In order to create effective business architecture for complex digital transformation programs, we must follow an established yet innovative framework. A framework is a basic structure underlying a business and technology system. Our framework can start with understanding the organisational structure of the business. This framework can include multiple considerations and business viewpoints. Business organisations are made up of stakeholders with different roles focusing on common goals.
This point takes us to the second key component in the business architecture framework: stakeholder awareness. There may be many people with varying roles and responsibilities undertaken by the business, technical, operational, and partnering stakeholders in the digital transformation programs. It is one of our critical responsibilities to analyse our business stakeholders in a careful and methodical way. As business architects, we must precisely analyse our business stakeholders and document their roles, responsibilities, concerns, expectations, requirements, and aspirations.
Business organisations can have multiple capabilities. We can categorise these capabilities broadly under services and products offered to customers for generating revenue and growing business. Related to revenue and growth, we also need to understand the incurred costs and gained profits from these business capabilities. Our understanding of business capabilities can help us establish a fundamental business architecture framework supporting the digital transformation goals. We all know that every business must generate revenue, control costs, grow strategically, and cannot survive without profit.
Apart from business capabilities, we also need to carefully consider business value streams. Business value streams can relate to both internal and external stakeholders. External stakeholders are usually the customers of the organisation. In the simplest terms, business value streams refer to the value gained from the customers based on products and services that the business organisations provide. Business value streams are also known as business value propositions. We must analyse the value streams and map them to the future state of our business architecture framework by considering our organisation’s business capabilities, vision, strategy, and tactics.
This critical focus brings us to the next significant component of the business architecture framework, which we call business vision, strategy, and tactics. These three critical business terms are interrelated. Every business initiative starts with a vision that sets the future state. Understanding business vision helps us to set business strategies. Business strategy is supported by business tactics which are small steppingstones to the strategy. These relationships amongst the vision, strategy, and tactics must be crystal clear in our business architecture framework.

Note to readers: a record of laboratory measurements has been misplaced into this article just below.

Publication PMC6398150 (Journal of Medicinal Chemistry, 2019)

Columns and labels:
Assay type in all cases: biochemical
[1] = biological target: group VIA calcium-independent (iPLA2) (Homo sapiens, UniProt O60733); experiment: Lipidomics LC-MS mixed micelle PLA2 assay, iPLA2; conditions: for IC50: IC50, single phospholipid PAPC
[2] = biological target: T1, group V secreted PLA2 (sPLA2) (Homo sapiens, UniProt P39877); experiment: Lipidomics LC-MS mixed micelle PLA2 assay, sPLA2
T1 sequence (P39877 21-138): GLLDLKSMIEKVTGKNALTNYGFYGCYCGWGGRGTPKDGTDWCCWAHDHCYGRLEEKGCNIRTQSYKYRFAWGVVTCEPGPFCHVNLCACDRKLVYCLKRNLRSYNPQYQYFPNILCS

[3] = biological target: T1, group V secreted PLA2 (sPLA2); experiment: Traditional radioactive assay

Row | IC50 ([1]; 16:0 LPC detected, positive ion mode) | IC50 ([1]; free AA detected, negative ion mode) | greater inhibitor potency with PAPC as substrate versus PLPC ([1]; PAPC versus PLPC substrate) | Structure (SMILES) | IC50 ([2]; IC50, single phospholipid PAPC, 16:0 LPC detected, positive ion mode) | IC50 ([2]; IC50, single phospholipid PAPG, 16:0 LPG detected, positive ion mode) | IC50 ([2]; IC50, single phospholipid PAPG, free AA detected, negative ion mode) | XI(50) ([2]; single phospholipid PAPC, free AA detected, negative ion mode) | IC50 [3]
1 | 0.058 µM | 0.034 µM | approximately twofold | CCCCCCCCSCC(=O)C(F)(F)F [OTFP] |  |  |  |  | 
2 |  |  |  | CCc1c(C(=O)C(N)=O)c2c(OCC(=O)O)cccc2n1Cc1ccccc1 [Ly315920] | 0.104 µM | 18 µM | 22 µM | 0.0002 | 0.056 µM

The next core factor in our business architecture framework is business information. Every business organisation generates and own various information types and systems at the organisational level. Business information can include facts and can be generated from data of various systems in the organisation. In many business organisations, information not only establishes the communication and operating processes but can also be critical assets making the products and services for the customers. Therefore, business information can be considered an important capability and fundamental business value proposition for our organisation.
Our business architecture framework must consider projects and initiatives of the organisation. The main goal of these projects and initiatives is to enable business products and services for our customers. It is important to note that projects and initiatives are particularly structured, and they can be seen as practical approaches for creating our business value. Projects and initiatives manifest as products and services of the organisation. To reiterate, products and services are the major business capabilities.
Other important factors that we must consider are business events and decisions created by projects and initiatives. A business project life-cycle can consist of many business and operational events and require various business decisions related to marketing, sales, financial, political, and commercial aspects. As business architects, we need to understand these important aspects.
Our business architecture framework must also factor in governance requirements including policies, rules, and regulations. These are fundamental business management factors to govern internal and external aspect of our business and financial processes. Governance relates to all aspects of a business organisation. For example, effective stakeholder management requires flexible and functional governance model.
And last but not the least, from governance and administration perspectives, our business architecture framework must consider considerable amounts of metrics and measures to complete the full picture.
To summarise and reinforce these critical points, our business architecture framework must include organisational structure, stakeholders, business capabilities, value streams, information, vision, strategy, tactics, projects, initiatives, events, decisions, products, services, policies, rules, regulations, metrics and measures. I redefined and detailed the new roles and responsibilities of business architects within digital transformation programs in my latest book titled “Agile Business Architecture for Digital Transformation”